2023 Home For The Holidays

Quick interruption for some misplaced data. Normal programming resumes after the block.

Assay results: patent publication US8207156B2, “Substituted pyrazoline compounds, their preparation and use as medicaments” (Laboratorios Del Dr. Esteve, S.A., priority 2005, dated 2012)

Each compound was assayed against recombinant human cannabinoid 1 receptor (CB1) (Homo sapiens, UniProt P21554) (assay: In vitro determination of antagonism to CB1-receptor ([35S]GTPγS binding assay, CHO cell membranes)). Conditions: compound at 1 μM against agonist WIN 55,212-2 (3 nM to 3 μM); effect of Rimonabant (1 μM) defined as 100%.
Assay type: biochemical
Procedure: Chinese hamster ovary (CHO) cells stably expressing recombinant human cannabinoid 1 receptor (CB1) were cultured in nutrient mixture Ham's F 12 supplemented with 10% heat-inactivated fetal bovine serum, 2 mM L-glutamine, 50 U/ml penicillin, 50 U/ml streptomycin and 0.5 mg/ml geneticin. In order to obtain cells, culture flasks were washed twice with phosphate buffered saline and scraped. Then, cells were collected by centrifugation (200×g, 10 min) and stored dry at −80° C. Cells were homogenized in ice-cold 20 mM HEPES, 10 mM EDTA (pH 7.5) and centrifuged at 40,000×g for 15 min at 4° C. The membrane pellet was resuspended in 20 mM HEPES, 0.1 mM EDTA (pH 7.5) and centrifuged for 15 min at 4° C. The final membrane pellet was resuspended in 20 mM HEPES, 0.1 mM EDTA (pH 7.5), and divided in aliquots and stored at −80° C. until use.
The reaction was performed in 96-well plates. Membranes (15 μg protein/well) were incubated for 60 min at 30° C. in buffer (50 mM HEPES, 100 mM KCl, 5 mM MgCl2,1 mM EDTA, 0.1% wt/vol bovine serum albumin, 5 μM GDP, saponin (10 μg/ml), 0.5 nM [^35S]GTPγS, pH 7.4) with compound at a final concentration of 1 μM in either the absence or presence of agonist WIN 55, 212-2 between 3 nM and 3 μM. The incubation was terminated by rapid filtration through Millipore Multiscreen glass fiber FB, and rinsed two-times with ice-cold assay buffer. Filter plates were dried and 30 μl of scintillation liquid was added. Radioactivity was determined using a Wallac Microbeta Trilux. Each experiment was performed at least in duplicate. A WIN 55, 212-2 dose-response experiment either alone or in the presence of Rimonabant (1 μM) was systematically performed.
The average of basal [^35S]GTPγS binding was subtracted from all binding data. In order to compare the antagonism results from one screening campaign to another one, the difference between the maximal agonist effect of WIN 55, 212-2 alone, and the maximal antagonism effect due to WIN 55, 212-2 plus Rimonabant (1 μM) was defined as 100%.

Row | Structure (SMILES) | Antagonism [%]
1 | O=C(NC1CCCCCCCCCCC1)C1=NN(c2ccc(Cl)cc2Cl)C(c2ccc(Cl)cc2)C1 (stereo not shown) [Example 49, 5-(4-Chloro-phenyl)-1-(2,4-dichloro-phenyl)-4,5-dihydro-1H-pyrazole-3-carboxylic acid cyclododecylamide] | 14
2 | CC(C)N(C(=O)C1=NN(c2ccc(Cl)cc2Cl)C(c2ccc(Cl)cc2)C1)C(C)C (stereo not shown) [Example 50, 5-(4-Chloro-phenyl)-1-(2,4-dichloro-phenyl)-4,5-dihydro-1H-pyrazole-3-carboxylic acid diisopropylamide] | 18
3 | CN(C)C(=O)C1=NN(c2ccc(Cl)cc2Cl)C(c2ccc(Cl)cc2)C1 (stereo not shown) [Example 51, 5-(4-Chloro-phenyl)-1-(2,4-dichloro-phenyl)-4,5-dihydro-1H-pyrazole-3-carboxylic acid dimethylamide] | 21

Page 29 2023 Home For The Holidays Lincoln Daily News November 23, 2022 an evergreen fir with apples tied to its branches.” These trees were sometimes left up through the Christmas season. Various reports of pine boughs cut for decorations, laws against excessive cutting of pine boughs for decoration, Christmas tree markets, and indoor decorated trees appear in the 15th, 16th, and 17th centuries throughout the region that became Germany. First introduced to the United States by German settlers, initially Christmas trees were relatively rare to be found and were viewed by most Americans as an oddity, at best, and a pagan symbol, at worst. Things changed abruptly in the mid-19th century. As Time magazine reports, “the image of a decorated Christmas tree with presents underneath has a very specific origin: an engraving of Queen Victoria and Prince Albert and their children gathering around a Christmas tree, eyeing the presents underneath, published in the Illustrated London News in 1848. The premier women’s magazine in America back then, Godey’s Lady’s Book, reprinted a version of the image a couple of years later as ‘The Christmas Tree.’” Queen Victoria and her royal family were very popular and, therefore, very influential both in the United Kingdom and across the pond, making an impact on trends, behaviors, and, in this case, new traditions. Decorated Christmas trees become popular immediately in both the U.K. and in America. They were first sold commercially in the U.S. in 1851, cut down from existing forests. By the 1890’s glass ornaments were being imported to the U.S. from Germany, and Americans also enjoyed making homemade Christmas ornaments, along with stringing popcorn, cranberries, and nuts. Europeans tended to celebrate with small Christmas trees of four feet or less or even table top trees. However, in true American “Go big or go home” style, Americans wanted their trees floor to ceiling. Tree decorations featured not just crafts, glass, and edibles, but also candles. As in lit candles. As in dead trees were brought inside wood-framed houses and decorated with fire. Unsurprisingly, this led to many house fires at Christmas time. Fortunately, not long after inventing the incandescent light bulb, Thomas Edison constructed the first strand of electric lights in 1880, which he strung outside his New Jersey laboratory. However, it was his business partner who put them to Christmas use in 1882, according to the Library of Congress. Edward H. Johnson, “Edison’s friend and partner in the Edison’s Illumination Company, hand-wired 80 red, white and blue light bulbs and wound them around his Christmas tree. Not only was the tree illuminated with electricity, it also revolved.” In 1903, General Electric offered for sale the first pre-assembled lights for the regular consumer to purchase. Although European by origin, America staked its own claim in the Christmas tree field: the United States seems to be the first to erect giant public Christmas trees to celebrate the season. The first on record is in New York City in the 1910s, but the most famous are probably the National Tree and the Rockefeller Center Tree. Fourteenth President Franklin Pierce was the first to decorate an evergreen outside the White House in 1850, twenty years before Christmas became a federal holiday, and President Benjamin Harrison was the first to bring a Christmas tree indoors to celebrate the season with his family. The first to host the National Tree Lighting Ceremony at the White House, however, was President Calvin Coolidge, who lit a balsam fir tree Continued --